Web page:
Suboptimal coronary blood flow after primary percutaneous coronary intervention for acute myocardial infarction: Incidence, a simple risk score, and prognosis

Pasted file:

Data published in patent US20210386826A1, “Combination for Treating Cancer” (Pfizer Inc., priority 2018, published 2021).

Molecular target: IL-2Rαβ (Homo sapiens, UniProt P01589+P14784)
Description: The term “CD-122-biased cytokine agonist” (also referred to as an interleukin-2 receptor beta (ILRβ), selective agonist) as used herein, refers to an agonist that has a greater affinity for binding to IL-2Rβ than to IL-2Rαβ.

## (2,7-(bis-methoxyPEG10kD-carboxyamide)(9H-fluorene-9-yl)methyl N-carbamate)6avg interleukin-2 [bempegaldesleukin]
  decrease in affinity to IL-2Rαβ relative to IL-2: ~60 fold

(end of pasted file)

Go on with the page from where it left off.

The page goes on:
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Background The aim of the present study is to investigate incidence, predictors, and long-term outcomes of suboptimal coronary flow after primary percutaneous coronary intervention (PCI) for ST-elevation myocardial infarction (STEMI) in a large population. Methods A total of 2056 consecutive patients with STEMI (mean age 56.2 +/- 11.7 years, 1738 men, 318 women) undergoing primary PCI were retrospectively enrolled in the present study. Patients were grouped as optimal [thrombolysis in myocardial infarction (TIMI) 3 flow, n = 1939] and suboptimal (TIMI <= 2 flow, n = 117) according to the TIMI classification in the infarct-related artery at final coronary angiography after primary PCI, and were followed for in-hospital and long-term outcomes for a mean period of 1.9 +/- 1.3 years (median of 22 months). Results Suboptimal coronary flow was observed in 5.7% (n = 117) of the patients. Four variables, selected from the multivariate analysis, were weighted proportionally to their respective odds ratio for suboptimal coronary flow [predilatation before stenting (three points), Killip class 2/3 (two points), glomerular filtration rate < 60 ml/min/1.73 m(2) (two points), and anterior myocardial infarction (one point)]. Two strata of risk were defined (low risk, score 0-3; and high risk, score 4-8) and had a strong association with suboptimal coronary flow, and in-hospital and long-term cardiovascular mortalities. The suboptimal group had a higher prevalence of in-hospital mortality compared with the optimal group (22.2 vs. 1.2%, respectively, P < 0.001). Long-term cardiovascular mortality was four-fold more in the suboptimal group than the optimal group (15.9 vs 3.7%, respectively, P < 0.001). Conclusion Suboptimal coronary flow after primary PCI in STEMI is strongly related with increased in-hospital and long-term cardiovascular mortalities. Predilatation before stenting is the most powerful predictor of suboptimal coronary flow.